Here's why NOL isn't veering off course yet
Even a measly US$50m profit will not be surprising, said DBS.
According to DBS Vickers, after posting two quarters of huge losses, we expect NOL to move closer to breakeven in 2Q, and even a small profit of the order of US$50m would not surprise us, given that bunker fuel prices have also eased during that period.
Here's more from DBS Vickers:
NOL’s higher exposure to Asia-US lane implies less volatility. With Asia-Europe volume growth likely to be in the negative territory in FY12, and most of the new mega vessel deliveries suitable only to this trade, the Asia-Europe freight rates remain more susceptible to freight rate declines than the Asia-US trade, where liners typically contract a major proportion of volumes on annually negotiated rates.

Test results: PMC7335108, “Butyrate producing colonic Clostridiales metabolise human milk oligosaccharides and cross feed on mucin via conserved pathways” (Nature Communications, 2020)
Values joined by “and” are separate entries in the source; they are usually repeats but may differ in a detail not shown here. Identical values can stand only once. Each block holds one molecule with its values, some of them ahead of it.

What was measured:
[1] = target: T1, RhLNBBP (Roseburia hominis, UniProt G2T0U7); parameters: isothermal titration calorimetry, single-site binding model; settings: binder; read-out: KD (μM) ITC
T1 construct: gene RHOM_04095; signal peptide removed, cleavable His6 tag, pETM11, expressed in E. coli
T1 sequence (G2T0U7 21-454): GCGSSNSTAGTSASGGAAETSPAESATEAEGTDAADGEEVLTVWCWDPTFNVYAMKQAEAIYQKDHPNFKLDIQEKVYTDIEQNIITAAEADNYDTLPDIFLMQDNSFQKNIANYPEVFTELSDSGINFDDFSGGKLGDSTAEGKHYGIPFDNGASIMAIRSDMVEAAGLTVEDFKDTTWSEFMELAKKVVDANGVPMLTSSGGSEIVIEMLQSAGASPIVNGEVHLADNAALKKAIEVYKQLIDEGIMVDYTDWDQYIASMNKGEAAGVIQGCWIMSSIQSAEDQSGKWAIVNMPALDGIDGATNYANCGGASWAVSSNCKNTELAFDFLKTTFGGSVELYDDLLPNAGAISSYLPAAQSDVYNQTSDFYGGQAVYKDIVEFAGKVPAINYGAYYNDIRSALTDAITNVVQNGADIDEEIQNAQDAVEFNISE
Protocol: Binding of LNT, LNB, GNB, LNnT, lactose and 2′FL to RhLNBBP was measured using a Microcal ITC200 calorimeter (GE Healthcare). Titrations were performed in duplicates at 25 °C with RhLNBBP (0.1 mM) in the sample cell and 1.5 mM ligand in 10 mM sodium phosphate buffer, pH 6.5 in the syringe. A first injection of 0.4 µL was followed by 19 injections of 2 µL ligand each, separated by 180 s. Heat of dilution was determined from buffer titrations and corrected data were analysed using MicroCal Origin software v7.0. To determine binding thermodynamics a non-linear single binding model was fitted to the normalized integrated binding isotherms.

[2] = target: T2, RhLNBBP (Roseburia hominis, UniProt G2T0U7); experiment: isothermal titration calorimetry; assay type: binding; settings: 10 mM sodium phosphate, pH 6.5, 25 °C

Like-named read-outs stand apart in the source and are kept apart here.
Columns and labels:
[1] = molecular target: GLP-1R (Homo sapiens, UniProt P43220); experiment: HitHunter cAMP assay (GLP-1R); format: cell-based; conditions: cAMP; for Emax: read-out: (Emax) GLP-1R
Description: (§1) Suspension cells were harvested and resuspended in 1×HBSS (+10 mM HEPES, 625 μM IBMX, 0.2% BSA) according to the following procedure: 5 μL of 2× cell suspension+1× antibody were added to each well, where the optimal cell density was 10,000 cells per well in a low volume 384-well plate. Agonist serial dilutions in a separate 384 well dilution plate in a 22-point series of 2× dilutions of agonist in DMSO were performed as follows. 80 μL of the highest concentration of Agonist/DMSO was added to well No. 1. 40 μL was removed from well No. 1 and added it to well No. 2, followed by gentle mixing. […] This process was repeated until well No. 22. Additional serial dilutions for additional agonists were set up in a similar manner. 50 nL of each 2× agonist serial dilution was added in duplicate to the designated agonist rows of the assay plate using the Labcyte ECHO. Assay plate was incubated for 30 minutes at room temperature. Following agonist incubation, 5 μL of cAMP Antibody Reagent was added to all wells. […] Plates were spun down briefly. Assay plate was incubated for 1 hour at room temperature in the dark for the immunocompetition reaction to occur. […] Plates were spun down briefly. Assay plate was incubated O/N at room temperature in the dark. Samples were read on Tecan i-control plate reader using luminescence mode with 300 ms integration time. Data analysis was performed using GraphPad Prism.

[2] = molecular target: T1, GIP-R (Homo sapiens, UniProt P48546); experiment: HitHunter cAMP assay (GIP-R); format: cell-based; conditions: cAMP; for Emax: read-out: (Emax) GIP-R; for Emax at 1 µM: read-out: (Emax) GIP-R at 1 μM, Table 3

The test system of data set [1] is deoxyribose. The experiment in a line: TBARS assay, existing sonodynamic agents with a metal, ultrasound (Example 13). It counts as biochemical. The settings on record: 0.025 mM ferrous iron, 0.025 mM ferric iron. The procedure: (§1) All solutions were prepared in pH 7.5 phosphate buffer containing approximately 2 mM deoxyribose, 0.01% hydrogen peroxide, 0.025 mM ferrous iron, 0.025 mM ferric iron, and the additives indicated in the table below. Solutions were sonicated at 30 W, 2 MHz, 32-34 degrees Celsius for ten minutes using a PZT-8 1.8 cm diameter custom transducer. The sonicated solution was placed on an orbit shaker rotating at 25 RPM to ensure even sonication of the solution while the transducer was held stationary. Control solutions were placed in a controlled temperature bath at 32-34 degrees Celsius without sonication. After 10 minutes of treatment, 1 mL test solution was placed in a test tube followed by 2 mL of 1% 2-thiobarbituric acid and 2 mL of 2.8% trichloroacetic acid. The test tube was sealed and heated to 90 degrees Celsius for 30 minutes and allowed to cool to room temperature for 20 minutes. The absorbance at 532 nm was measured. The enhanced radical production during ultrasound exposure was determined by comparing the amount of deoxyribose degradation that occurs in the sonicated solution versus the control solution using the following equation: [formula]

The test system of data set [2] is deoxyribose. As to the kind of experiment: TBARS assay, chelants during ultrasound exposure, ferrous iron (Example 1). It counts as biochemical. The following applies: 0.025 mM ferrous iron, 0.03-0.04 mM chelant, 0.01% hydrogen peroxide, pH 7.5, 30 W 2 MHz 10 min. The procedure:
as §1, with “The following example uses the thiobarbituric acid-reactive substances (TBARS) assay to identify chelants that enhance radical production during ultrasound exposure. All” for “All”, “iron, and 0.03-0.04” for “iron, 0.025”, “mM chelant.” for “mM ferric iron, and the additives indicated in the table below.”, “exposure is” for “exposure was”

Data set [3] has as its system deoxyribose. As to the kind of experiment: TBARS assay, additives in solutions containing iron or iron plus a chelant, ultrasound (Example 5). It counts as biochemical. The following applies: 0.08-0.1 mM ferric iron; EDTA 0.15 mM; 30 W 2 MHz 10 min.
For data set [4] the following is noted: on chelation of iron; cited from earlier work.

To recall, NOL derives about half of its container shipping revenues from the Asia-US trade and less than 25% from the Asia-Europe trade. In the industry, NOL’s high exposure to the Asia-US trade is probably matched only by OOIL and Wan Hai Lines.
New ships may not make a material difference in the near term. NOL has received six of the 810,000 TEU ships ordered in June 2007 (two more were added to this series in 2010) YTD in 2012, but since these were contracted at a still high price of US$125m before the 2008-09 crisis, more significant cost savings will only be apparent once the 24 ships ordered in 2010-11, at lower prices, are delivered in 2013-14 and replaces some of the expensive chartered-in fleet.